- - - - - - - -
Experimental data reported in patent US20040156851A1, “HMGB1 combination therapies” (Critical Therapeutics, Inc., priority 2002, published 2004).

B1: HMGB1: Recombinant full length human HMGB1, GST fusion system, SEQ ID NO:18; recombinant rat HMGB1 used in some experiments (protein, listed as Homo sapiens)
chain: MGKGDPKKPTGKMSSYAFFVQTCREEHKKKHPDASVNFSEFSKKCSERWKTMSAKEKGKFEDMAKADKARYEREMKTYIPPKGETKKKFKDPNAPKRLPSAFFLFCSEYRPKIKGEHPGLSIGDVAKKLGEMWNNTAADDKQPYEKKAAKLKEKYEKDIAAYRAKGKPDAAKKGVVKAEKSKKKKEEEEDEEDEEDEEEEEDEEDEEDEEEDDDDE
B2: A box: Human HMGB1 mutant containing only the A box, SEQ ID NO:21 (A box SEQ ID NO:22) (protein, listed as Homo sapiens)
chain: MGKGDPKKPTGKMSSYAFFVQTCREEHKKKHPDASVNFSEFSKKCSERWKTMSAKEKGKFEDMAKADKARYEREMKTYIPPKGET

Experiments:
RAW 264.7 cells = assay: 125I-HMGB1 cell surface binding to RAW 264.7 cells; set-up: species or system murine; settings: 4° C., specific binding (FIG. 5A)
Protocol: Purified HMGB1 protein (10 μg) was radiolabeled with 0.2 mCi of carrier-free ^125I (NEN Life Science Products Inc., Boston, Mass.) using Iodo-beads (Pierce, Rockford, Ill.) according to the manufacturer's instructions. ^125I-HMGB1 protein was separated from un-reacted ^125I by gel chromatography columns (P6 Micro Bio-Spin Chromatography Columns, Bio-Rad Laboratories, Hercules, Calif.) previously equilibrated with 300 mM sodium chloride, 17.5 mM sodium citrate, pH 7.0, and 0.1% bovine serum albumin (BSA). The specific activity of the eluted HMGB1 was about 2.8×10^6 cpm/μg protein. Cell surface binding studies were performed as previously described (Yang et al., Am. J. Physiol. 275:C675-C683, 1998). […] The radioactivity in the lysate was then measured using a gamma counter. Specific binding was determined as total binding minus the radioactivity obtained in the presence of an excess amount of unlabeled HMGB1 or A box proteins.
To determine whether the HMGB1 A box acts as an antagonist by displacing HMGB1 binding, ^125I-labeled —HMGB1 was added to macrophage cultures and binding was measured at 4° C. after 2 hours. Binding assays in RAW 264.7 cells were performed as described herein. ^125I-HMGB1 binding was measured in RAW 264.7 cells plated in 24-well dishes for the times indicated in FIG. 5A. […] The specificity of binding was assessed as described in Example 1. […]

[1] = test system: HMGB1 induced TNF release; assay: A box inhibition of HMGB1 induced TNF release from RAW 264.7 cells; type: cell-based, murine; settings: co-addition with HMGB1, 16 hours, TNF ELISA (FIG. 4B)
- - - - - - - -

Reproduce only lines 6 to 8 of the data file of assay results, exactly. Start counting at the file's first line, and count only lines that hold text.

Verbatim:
Experiments:
RAW 264.7 cells = assay: 125I-HMGB1 cell surface binding to RAW 264.7 cells; set-up: species or system murine; settings: 4° C., specific binding (FIG. 5A)
Protocol: Purified HMGB1 protein (10 μg) was radiolabeled with 0.2 mCi of carrier-free ^125I (NEN Life Science Products Inc., Boston, Mass.) using Iodo-beads (Pierce, Rockford, Ill.) according to the manufacturer's instructions. ^125I-HMGB1 protein was separated from un-reacted ^125I by gel chromatography columns (P6 Micro Bio-Spin Chromatography Columns, Bio-Rad Laboratories, Hercules, Calif.) previously equilibrated with 300 mM sodium chloride, 17.5 mM sodium citrate, pH 7.0, and 0.1% bovine serum albumin (BSA). The specific activity of the eluted HMGB1 was about 2.8×10^6 cpm/μg protein. Cell surface binding studies were performed as previously described (Yang et al., Am. J. Physiol. 275:C675-C683, 1998). […] The radioactivity in the lysate was then measured using a gamma counter. Specific binding was determined as total binding minus the radioactivity obtained in the presence of an excess amount of unlabeled HMGB1 or A box proteins.